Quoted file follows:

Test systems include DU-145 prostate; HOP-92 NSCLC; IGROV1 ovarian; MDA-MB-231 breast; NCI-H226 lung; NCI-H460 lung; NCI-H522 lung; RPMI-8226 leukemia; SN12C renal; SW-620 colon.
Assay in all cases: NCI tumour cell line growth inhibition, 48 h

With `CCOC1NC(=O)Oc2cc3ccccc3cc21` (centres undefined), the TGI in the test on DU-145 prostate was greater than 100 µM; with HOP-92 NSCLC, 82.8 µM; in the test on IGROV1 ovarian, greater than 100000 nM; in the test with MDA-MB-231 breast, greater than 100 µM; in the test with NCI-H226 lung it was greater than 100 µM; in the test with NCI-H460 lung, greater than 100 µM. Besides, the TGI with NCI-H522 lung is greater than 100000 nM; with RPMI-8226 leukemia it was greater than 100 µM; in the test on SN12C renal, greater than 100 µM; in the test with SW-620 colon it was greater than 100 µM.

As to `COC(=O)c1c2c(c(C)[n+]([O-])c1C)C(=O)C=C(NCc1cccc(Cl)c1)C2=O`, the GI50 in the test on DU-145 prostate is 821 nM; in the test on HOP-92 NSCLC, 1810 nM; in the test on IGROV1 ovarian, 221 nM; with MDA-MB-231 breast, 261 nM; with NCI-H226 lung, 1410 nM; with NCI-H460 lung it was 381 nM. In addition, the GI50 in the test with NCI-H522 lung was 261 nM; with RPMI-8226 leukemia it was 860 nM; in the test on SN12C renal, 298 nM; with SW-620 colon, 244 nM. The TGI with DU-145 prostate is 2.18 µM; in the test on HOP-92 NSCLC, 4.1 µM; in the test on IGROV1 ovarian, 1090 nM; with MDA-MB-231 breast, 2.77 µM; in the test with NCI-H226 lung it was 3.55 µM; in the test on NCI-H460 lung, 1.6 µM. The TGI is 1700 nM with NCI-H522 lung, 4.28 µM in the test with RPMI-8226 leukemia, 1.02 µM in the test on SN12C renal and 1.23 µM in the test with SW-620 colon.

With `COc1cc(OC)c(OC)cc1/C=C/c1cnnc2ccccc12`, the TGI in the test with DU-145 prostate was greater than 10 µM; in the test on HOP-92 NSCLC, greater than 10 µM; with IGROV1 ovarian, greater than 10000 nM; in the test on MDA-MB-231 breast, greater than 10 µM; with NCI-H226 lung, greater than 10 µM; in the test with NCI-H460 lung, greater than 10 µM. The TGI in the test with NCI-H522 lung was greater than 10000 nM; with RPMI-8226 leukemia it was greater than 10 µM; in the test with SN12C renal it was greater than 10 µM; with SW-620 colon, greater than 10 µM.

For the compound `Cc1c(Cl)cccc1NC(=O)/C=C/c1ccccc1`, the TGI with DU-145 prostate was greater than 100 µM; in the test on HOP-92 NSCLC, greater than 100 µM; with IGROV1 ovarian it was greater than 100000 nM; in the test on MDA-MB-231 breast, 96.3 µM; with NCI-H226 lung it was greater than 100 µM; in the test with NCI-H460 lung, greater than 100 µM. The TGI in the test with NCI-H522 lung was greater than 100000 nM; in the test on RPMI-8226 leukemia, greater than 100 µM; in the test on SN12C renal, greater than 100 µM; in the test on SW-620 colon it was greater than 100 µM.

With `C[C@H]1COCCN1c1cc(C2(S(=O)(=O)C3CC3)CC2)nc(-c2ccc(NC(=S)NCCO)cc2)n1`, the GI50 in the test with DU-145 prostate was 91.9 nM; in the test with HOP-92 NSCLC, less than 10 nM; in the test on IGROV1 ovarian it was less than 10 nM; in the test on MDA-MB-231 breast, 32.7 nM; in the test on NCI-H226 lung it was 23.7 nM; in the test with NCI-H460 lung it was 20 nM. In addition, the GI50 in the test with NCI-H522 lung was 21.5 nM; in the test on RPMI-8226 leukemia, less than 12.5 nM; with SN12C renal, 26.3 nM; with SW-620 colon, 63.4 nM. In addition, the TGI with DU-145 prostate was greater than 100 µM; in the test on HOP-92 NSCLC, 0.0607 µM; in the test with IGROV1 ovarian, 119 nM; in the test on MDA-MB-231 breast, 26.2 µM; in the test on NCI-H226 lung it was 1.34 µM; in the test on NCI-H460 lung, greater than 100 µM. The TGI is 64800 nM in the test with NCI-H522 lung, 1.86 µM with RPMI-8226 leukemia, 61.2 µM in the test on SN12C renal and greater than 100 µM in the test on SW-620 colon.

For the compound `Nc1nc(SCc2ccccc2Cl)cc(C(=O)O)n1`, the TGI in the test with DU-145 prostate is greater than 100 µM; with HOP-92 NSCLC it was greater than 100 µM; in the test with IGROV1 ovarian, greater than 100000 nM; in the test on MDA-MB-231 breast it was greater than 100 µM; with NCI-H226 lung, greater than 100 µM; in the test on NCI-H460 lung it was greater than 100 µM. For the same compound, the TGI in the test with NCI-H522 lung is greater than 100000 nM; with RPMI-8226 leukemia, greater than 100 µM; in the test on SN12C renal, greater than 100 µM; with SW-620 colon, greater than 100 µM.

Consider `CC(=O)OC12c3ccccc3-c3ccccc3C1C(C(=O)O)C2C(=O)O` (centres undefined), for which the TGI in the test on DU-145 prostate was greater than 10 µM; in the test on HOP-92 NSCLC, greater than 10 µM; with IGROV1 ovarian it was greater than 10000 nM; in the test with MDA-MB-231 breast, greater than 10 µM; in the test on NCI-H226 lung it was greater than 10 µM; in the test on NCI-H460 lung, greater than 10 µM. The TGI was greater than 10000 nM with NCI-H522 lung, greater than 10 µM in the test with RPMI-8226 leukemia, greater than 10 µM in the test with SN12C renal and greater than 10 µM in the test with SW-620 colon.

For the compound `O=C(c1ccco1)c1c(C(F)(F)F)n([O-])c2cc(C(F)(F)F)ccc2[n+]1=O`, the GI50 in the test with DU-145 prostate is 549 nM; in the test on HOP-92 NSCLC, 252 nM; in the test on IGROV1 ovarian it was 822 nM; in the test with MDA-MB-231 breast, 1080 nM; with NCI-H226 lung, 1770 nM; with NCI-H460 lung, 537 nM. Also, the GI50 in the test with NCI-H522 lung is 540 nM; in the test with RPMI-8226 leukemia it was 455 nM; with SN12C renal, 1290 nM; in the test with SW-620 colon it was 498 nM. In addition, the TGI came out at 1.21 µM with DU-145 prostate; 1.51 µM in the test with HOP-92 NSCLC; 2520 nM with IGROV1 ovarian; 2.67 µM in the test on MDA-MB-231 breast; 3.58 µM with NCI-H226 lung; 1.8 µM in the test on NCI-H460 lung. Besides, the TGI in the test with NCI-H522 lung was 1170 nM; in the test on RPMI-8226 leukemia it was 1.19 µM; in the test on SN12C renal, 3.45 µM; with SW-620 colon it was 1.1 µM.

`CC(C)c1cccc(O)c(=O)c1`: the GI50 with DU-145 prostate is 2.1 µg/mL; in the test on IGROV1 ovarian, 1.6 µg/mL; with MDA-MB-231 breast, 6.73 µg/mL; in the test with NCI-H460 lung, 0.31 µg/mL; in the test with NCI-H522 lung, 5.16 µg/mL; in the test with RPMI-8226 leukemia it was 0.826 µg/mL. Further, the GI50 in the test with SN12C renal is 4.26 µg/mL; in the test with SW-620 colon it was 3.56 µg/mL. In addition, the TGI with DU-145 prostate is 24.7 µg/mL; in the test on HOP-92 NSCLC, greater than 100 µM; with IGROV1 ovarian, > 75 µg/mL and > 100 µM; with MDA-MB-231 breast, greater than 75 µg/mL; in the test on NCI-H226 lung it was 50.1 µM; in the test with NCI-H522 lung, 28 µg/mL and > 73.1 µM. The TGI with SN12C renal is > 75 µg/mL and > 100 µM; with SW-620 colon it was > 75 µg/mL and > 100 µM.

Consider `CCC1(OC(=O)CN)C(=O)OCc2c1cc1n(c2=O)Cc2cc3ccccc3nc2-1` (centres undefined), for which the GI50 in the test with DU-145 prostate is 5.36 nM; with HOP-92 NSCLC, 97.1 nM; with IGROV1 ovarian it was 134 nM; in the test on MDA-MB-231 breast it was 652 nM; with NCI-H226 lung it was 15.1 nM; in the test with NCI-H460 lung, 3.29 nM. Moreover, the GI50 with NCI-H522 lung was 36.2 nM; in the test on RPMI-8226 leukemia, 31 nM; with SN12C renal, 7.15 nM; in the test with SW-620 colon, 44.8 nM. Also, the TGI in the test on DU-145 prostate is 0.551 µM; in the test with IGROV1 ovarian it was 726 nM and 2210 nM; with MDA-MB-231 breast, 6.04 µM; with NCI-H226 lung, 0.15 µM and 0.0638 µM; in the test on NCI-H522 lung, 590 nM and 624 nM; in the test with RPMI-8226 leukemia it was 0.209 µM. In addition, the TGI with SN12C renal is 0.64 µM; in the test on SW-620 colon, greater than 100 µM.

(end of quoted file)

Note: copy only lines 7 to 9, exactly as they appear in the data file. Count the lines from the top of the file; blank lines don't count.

With `C[C@H]1COCCN1c1cc(C2(S(=O)(=O)C3CC3)CC2)nc(-c2ccc(NC(=S)NCCO)cc2)n1`, the GI50 in the test with DU-145 prostate was 91.9 nM; in the test with HOP-92 NSCLC, less than 10 nM; in the test on IGROV1 ovarian it was less than 10 nM; in the test on MDA-MB-231 breast, 32.7 nM; in the test on NCI-H226 lung it was 23.7 nM; in the test with NCI-H460 lung it was 20 nM. In addition, the GI50 in the test with NCI-H522 lung was 21.5 nM; in the test on RPMI-8226 leukemia, less than 12.5 nM; with SN12C renal, 26.3 nM; with SW-620 colon, 63.4 nM. In addition, the TGI with DU-145 prostate was greater than 100 µM; in the test on HOP-92 NSCLC, 0.0607 µM; in the test with IGROV1 ovarian, 119 nM; in the test on MDA-MB-231 breast, 26.2 µM; in the test on NCI-H226 lung it was 1.34 µM; in the test on NCI-H460 lung, greater than 100 µM. The TGI is 64800 nM in the test with NCI-H522 lung, 1.86 µM with RPMI-8226 leukemia, 61.2 µM in the test on SN12C renal and greater than 100 µM in the test on SW-620 colon.

For the compound `Nc1nc(SCc2ccccc2Cl)cc(C(=O)O)n1`, the TGI in the test with DU-145 prostate is greater than 100 µM; with HOP-92 NSCLC it was greater than 100 µM; in the test with IGROV1 ovarian, greater than 100000 nM; in the test on MDA-MB-231 breast it was greater than 100 µM; with NCI-H226 lung, greater than 100 µM; in the test on NCI-H460 lung it was greater than 100 µM. For the same compound, the TGI in the test with NCI-H522 lung is greater than 100000 nM; with RPMI-8226 leukemia, greater than 100 µM; in the test on SN12C renal, greater than 100 µM; with SW-620 colon, greater than 100 µM.

Consider `CC(=O)OC12c3ccccc3-c3ccccc3C1C(C(=O)O)C2C(=O)O` (centres undefined), for which the TGI in the test on DU-145 prostate was greater than 10 µM; in the test on HOP-92 NSCLC, greater than 10 µM; with IGROV1 ovarian it was greater than 10000 nM; in the test with MDA-MB-231 breast, greater than 10 µM; in the test on NCI-H226 lung it was greater than 10 µM; in the test on NCI-H460 lung, greater than 10 µM. The TGI was greater than 10000 nM with NCI-H522 lung, greater than 10 µM in the test with RPMI-8226 leukemia, greater than 10 µM in the test with SN12C renal and greater than 10 µM in the test with SW-620 colon.